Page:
Housing affordability remains a huge political issue, and with the Department of Finance working on the upcoming budget, no doubt measures to reduce home prices will be front and center. With an election coming this spring in Ontario, Premier Ford’s Housing Affordability Task Force has made recommendations to step up homebuilding. Still, Ontario’s mayors are balking at some of their proposals. The task force report from the calls for “binding provincial action” to allow buildings up to four stories tall and up to four units on a residential lot.
Ontario’s Big City Mayors group responded, saying, “unilateral actions, absent municipal input, may have unintended consequences that slow down development and reduce the community support needed to continue to sustainably add housing”.
“While overcoming Not In My Back Yard-ism is essential to success, so is respect for local decision-making and the democratic process”. This is a roadblock to the aggressive and timely response. We desperately need dramatic increases in new housing construction, which has been woefully constrained by local zoning, red tape and city planning issues. These are not under the auspices of the federal government. So instead, bandaid measures that do not directly address the fundamental issue of a housing shortage will likely be forthcoming in the spring federal budget.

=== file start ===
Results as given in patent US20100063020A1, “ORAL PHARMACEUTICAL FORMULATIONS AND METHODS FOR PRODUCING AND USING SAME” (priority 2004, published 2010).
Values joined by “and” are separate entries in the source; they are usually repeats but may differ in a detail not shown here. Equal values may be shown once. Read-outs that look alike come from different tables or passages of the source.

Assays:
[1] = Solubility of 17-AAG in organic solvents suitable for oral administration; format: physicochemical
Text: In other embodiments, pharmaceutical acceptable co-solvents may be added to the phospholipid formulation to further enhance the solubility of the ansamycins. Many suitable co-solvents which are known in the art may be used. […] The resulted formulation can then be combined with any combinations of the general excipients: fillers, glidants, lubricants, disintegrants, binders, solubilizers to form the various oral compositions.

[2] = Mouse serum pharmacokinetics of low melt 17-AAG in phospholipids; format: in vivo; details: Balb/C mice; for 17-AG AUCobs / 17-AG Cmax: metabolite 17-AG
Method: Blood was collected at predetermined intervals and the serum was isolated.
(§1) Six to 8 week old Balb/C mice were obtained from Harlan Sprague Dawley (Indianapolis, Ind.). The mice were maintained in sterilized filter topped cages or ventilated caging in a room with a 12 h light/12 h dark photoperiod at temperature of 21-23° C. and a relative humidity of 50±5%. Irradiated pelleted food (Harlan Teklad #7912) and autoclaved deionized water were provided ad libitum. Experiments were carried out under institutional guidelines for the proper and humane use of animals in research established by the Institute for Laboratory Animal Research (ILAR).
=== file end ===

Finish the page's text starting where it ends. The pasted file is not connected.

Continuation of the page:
Today the Canadian Real Estate Association (CREA) released statistics for January 2022 showing national existing-home sales rose edged higher on a month-over-month basis, constrained by limited supply. Excess demand pushed home prices up on the month by a record 2.9%, taking the year-over-year home price index up a record 28%.
Cliff Stevenson, Chair of CREA said, “The question is will that supply be overwhelmed by demand as it was last spring, or will we start to see the re-emergence of some of the many would-be sellers who have been hunkered down for the last two years?
“The ideal situation between now and the summer would be that a huge surge of sellers come forward looking to sell in the spring 2022 market,” said Shaun Cathcart, CREA’s Senior Economist. “If that were to occur, similar to 2021, we’d likely see a massive number of sales take place which would get a lot of frustrated buyers into homeownership, and we’d likely see some cooling off on the price growth side if those offers are spread across more listings. Those are all things this market needs. It really comes down to how many properties come up for sale in the months ahead”.
In January, the number of newly listed homes dropped by a whopping 11% m/m, with a pullback in the GTA accounting for more than half of the national decline (chart 1 below).
With sales up a bit and new listings down by double-digits in January, the sales-to-new listings ratio shot to 89.4% compared to 78.7% in December (chart 2 below). This was the second-highest level on record for this measure, only slightly below the record 90.2% set last January. The long-term average for the national sales-to-new listings ratio is 55%.